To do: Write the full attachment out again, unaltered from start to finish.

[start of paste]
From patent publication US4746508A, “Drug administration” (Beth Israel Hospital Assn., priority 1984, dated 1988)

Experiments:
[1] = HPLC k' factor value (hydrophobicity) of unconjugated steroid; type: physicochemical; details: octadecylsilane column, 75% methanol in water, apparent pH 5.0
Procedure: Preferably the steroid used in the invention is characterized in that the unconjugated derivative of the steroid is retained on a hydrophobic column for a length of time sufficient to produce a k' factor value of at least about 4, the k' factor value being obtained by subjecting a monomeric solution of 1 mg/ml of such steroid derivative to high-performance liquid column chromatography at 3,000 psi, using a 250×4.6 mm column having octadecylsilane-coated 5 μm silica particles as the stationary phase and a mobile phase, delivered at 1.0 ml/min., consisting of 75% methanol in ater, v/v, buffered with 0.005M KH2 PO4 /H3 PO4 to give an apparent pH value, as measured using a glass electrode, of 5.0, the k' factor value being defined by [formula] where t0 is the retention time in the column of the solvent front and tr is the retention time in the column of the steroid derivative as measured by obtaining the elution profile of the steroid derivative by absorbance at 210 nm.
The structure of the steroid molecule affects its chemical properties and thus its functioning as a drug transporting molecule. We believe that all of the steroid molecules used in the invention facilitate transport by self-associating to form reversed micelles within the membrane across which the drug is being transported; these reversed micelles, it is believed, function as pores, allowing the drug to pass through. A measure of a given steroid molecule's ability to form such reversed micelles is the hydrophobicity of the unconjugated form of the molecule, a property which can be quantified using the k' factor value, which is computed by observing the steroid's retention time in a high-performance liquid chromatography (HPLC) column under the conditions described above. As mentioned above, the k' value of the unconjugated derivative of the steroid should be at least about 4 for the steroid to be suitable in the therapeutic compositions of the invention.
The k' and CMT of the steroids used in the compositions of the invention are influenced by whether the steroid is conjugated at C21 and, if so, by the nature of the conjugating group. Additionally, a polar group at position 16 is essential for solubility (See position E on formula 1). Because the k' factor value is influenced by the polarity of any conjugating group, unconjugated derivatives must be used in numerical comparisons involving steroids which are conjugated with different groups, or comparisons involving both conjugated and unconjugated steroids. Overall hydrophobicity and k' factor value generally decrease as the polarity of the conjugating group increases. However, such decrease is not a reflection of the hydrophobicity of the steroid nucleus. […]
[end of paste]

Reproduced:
From patent publication US4746508A, “Drug administration” (Beth Israel Hospital Assn., priority 1984, dated 1988)

Experiments:
[1] = HPLC k' factor value (hydrophobicity) of unconjugated steroid; type: physicochemical; details: octadecylsilane column, 75% methanol in water, apparent pH 5.0
Procedure: Preferably the steroid used in the invention is characterized in that the unconjugated derivative of the steroid is retained on a hydrophobic column for a length of time sufficient to produce a k' factor value of at least about 4, the k' factor value being obtained by subjecting a monomeric solution of 1 mg/ml of such steroid derivative to high-performance liquid column chromatography at 3,000 psi, using a 250×4.6 mm column having octadecylsilane-coated 5 μm silica particles as the stationary phase and a mobile phase, delivered at 1.0 ml/min., consisting of 75% methanol in ater, v/v, buffered with 0.005M KH2 PO4 /H3 PO4 to give an apparent pH value, as measured using a glass electrode, of 5.0, the k' factor value being defined by [formula] where t0 is the retention time in the column of the solvent front and tr is the retention time in the column of the steroid derivative as measured by obtaining the elution profile of the steroid derivative by absorbance at 210 nm.
The structure of the steroid molecule affects its chemical properties and thus its functioning as a drug transporting molecule. We believe that all of the steroid molecules used in the invention facilitate transport by self-associating to form reversed micelles within the membrane across which the drug is being transported; these reversed micelles, it is believed, function as pores, allowing the drug to pass through. A measure of a given steroid molecule's ability to form such reversed micelles is the hydrophobicity of the unconjugated form of the molecule, a property which can be quantified using the k' factor value, which is computed by observing the steroid's retention time in a high-performance liquid chromatography (HPLC) column under the conditions described above. As mentioned above, the k' value of the unconjugated derivative of the steroid should be at least about 4 for the steroid to be suitable in the therapeutic compositions of the invention.
The k' and CMT of the steroids used in the compositions of the invention are influenced by whether the steroid is conjugated at C21 and, if so, by the nature of the conjugating group. Additionally, a polar group at position 16 is essential for solubility (See position E on formula 1). Because the k' factor value is influenced by the polarity of any conjugating group, unconjugated derivatives must be used in numerical comparisons involving steroids which are conjugated with different groups, or comparisons involving both conjugated and unconjugated steroids. Overall hydrophobicity and k' factor value generally decrease as the polarity of the conjugating group increases. However, such decrease is not a reflection of the hydrophobicity of the steroid nucleus. […]